With October marking the beginning of Black History Month, dentist Richard Adepoju speaks out about his own experiences – and what he would like to see happen.
The theme for Black History Month this year is ‘Proud to Be’. Through my preparation and reflection for this piece, I had to think deeply about what this really meant for me.
What am I proud to be? I’m proud to be more than just another statistic, I’m proud to have proven that your skin colour does not define or predetermine how your life will turn out, I’m proud to have achieved everything I have done so far. But most importantly I’m proud to be me, Richard Adepoju, a 26-year-old Nigerian-born, Irish-raised black man, striving to succeed, determined to be the best, resilient to the point where no obstacle is too much to overcome.
I have to start by giving a shoutout to my parents and the lessons they taught me and my siblings when we were younger to prepare us for the real world. From young, they always instilled an attitude of hard work and concentration in us.
While I didn’t fully understand at the time, now I appreciate the lessons they taught us – that being black means that we have an added target on our backs.
Different conveniences and leniencies
They taught us that people would look down on us just for the sole reason that our melanin levels are higher. That we would not have the same conveniences and leniencies that our white friends might enjoy. That being a non-Irish born black youth meant that one unfortunate incident with the police could mean our Irish passports being revoked and being sent packing on the next plane back to Nigeria.
I don’t really know if it was naivety or a lack of experience/understanding, but I never thought much of it all until I saw the world for myself.
I graduated from UCC in Cork, Ireland, and have been practising as a dentist for just under two years now. Even though COVID has massively impacted my first couple of years in practice, I’ve generally thoroughly enjoyed life as a dentist. I love the people I work with, and I’ve felt pretty much right at home from day one.
It’s been a huge jump going from uni to the working world and there’s been a lot to learn. But thanks to the great team we have, especially my nurse who always keeps me in check, it’s been a smooth transition. I always knew I wanted to be a medical professional.
Microaggressions in practice
At first, I thought I wanted to be a doctor. But as I grew older, I realised I valued my personal time, and I saw dentistry as the perfect balance between getting to help people, improve their health and self-confidence, while also having time outside of work to focus on my hobbies, friends, and family. Not to mention the hands-on aspect to the job which really drew me in as well.
I’ve been really impressed by the level of diversity I’ve witnessed in dentistry in the UK, especially at Mydentist. While I personally haven’t experienced any inequality or barriers in my career so far, there have been a few instances of microaggressions. I understand that these are not always intentional. But they need to be recognised as not acceptable, so that we can all continue to get better.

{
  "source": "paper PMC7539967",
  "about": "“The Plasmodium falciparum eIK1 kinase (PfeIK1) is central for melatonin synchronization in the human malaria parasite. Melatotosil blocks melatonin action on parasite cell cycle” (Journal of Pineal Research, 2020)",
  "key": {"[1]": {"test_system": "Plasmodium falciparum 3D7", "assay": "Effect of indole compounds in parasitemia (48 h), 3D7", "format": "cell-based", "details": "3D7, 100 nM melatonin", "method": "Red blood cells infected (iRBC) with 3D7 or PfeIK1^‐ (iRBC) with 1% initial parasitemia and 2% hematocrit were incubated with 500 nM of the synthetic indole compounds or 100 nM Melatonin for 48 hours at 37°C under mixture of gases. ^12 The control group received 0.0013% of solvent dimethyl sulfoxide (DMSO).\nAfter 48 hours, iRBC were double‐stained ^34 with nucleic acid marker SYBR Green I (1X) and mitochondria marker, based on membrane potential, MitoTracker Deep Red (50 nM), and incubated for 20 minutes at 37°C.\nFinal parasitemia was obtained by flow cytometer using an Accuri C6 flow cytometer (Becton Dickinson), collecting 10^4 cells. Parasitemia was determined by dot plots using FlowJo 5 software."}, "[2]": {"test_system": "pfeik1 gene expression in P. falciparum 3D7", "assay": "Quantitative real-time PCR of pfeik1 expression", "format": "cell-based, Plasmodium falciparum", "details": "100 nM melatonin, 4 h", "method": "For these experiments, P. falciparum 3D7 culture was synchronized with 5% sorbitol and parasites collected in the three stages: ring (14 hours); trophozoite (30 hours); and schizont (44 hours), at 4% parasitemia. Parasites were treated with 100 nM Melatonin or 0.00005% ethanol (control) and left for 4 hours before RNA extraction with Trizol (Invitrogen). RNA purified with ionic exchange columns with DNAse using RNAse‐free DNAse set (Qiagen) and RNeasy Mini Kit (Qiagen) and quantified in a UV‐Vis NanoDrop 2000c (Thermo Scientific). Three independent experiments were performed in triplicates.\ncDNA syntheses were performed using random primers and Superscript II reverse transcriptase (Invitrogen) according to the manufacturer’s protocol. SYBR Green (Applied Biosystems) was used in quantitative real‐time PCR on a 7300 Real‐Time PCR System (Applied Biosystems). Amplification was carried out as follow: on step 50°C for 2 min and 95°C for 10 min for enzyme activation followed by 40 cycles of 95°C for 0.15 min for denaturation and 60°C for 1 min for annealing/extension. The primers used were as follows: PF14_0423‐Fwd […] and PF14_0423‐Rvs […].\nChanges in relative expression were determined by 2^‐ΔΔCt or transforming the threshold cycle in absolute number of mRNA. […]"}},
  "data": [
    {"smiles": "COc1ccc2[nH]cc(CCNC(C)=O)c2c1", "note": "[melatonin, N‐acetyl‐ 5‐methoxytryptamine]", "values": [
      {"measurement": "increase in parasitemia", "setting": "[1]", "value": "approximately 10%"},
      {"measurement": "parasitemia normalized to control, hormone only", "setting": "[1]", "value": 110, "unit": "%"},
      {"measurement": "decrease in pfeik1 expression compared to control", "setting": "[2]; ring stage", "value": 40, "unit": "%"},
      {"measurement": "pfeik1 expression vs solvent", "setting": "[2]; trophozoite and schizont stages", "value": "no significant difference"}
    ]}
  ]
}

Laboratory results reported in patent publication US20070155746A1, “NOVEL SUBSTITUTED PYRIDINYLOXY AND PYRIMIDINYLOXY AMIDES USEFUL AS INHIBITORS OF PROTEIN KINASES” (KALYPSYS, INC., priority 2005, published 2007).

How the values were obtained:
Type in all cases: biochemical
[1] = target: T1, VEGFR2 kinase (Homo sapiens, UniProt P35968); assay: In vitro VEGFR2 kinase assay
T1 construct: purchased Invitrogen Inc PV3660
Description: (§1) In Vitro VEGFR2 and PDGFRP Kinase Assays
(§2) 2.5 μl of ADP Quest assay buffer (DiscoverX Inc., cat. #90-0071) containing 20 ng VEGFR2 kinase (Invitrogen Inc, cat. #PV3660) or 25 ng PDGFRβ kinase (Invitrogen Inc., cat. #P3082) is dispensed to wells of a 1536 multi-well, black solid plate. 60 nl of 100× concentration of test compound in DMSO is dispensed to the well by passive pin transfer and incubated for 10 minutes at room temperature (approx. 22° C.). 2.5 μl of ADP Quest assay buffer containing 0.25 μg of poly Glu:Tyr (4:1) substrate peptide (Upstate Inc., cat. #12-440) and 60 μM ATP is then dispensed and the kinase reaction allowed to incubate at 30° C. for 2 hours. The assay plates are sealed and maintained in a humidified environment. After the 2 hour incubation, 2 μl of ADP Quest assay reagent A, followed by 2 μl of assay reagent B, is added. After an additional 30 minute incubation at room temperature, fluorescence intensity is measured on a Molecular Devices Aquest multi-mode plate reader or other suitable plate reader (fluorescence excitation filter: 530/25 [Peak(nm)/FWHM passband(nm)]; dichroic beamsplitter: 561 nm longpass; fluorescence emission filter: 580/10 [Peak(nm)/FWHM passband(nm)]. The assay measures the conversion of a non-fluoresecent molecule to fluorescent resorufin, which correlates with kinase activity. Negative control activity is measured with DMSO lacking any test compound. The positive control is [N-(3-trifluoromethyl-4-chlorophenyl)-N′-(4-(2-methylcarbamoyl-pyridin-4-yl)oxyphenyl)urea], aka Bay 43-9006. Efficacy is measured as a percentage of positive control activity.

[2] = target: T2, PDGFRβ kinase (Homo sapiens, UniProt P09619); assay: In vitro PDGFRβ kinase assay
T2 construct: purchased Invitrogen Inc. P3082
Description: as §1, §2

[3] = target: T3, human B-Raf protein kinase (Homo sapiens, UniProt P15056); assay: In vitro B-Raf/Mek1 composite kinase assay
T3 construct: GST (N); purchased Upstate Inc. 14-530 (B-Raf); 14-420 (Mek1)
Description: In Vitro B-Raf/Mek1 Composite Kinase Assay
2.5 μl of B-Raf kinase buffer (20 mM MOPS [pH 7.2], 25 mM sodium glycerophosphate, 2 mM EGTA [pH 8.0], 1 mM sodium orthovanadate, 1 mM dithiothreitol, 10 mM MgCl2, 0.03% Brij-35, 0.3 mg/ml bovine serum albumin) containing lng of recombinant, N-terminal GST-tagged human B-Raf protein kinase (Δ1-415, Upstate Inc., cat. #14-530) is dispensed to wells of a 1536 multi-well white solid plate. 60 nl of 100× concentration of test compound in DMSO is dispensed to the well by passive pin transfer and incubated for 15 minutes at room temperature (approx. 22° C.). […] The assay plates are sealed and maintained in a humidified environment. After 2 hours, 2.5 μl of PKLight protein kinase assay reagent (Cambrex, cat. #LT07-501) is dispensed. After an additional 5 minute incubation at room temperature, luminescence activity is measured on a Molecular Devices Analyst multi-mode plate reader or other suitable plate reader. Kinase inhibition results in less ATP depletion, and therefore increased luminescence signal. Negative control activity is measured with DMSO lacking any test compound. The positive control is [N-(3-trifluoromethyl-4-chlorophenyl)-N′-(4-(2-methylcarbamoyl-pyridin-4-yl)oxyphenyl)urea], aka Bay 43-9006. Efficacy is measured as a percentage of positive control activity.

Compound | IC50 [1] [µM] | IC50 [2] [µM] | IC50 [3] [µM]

One such example of microaggression is when a patient rang up for an appointment, was given one with me, and on hearing my surname asked: ‘Oh where’s he from?’ ‘Can he speak English?’ I’m not the type of person to let things like this impact me, I never have been.
But when this type of situation is a regular occurrence for you, it plays on your mind and you start wondering what you can do to spark a change. The sad thing is it’s not something that can be changed with the flick of a switch in my opinion. I believe that diversity and equality need to be introduced as a culture to the younger generations, so that in 10 or 15 years’ time, it’s just normal.
Race holds too much power
One of my favourite artists to listen to, David Omoregie, or Dave as he’s better known, says in his 2019 hit titled ‘Black’, that ‘Black is working twice as hard as the people you know you’re better than, because you need to do double what they do so you can level them’.
This lyric has resonated with me since the very first time I heard it, and I see now how it fits in so perfectly with the lessons of my parents which I outlined above. History has proven time and time again that race holds too much power in society, from slavery and segregation to apartheid and police brutality, and it’s time for that to change.
I appreciate that this is a very tough conversation to have. But the fact that it’s so difficult is exactly why it needs to be spoken about. The biggest mistake we can make as a society is to think that highlighting a black man’s story and experience is synonymous with dismissing the white man. No. We’re aiming for a world where race doesn’t matter at all. Where people can look at one another and not even think about whether you’re black or white. That’s the vision.
If there’s any young black people reading this who feel discouraged or at a disadvantage because of their skin colour, I have one small piece of advice for you. You get everything you work for in this life. You don’t work hard and not reap the benefits of it. Keep grafting, keep grinding, keep being the best version of yourself. And keep showing that you have the drive and determination to be unrivalled.
Because guess what? If you continue to prove that you’re the best, they have no option but to put you in that top position, it doesn’t matter if you’re black or white.
Be proud to be you.
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